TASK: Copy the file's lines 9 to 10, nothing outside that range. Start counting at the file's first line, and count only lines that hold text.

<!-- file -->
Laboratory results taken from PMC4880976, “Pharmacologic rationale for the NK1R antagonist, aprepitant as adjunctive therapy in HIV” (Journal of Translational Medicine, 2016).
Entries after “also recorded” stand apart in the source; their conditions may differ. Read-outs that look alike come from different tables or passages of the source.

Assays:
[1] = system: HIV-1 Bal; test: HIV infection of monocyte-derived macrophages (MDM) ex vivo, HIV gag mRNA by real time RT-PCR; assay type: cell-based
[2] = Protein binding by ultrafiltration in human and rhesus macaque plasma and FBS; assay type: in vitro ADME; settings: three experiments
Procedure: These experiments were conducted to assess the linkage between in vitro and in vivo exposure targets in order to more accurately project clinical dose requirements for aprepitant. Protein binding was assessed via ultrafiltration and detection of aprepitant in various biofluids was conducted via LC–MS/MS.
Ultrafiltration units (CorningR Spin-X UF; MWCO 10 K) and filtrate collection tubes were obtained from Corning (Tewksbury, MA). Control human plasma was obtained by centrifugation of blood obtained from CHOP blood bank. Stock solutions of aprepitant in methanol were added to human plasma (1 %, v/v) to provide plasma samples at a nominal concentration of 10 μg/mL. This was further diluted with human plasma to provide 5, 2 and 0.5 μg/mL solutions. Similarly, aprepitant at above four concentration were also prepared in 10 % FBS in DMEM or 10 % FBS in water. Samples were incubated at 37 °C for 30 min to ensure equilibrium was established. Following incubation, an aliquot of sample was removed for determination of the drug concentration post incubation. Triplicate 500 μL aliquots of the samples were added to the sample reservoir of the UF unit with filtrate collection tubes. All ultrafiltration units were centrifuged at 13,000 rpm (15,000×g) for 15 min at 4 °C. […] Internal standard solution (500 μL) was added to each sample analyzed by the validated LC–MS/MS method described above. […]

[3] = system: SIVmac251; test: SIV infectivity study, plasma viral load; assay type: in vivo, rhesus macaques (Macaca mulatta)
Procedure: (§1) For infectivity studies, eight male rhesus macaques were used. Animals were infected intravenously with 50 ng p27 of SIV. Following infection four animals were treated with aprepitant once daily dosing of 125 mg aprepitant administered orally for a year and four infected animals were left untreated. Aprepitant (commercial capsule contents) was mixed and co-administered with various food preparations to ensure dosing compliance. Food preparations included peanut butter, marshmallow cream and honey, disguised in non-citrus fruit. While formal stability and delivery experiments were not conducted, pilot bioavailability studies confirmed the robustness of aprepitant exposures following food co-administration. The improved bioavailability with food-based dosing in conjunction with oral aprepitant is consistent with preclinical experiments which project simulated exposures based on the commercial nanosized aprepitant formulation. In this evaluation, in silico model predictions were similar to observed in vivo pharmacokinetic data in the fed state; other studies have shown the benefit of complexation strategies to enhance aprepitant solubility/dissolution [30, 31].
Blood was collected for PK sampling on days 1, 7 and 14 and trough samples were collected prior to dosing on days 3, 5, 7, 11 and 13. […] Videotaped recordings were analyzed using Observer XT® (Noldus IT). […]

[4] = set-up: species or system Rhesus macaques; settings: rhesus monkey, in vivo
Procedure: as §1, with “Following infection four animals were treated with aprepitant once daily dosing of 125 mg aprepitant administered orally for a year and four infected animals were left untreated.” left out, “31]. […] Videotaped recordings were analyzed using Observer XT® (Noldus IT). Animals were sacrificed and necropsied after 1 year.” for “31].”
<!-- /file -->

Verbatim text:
Procedure: (§1) For infectivity studies, eight male rhesus macaques were used. Animals were infected intravenously with 50 ng p27 of SIV. Following infection four animals were treated with aprepitant once daily dosing of 125 mg aprepitant administered orally for a year and four infected animals were left untreated. Aprepitant (commercial capsule contents) was mixed and co-administered with various food preparations to ensure dosing compliance. Food preparations included peanut butter, marshmallow cream and honey, disguised in non-citrus fruit. While formal stability and delivery experiments were not conducted, pilot bioavailability studies confirmed the robustness of aprepitant exposures following food co-administration. The improved bioavailability with food-based dosing in conjunction with oral aprepitant is consistent with preclinical experiments which project simulated exposures based on the commercial nanosized aprepitant formulation. In this evaluation, in silico model predictions were similar to observed in vivo pharmacokinetic data in the fed state; other studies have shown the benefit of complexation strategies to enhance aprepitant solubility/dissolution [30, 31].
Blood was collected for PK sampling on days 1, 7 and 14 and trough samples were collected prior to dosing on days 3, 5, 7, 11 and 13. […] Videotaped recordings were analyzed using Observer XT® (Noldus IT). […]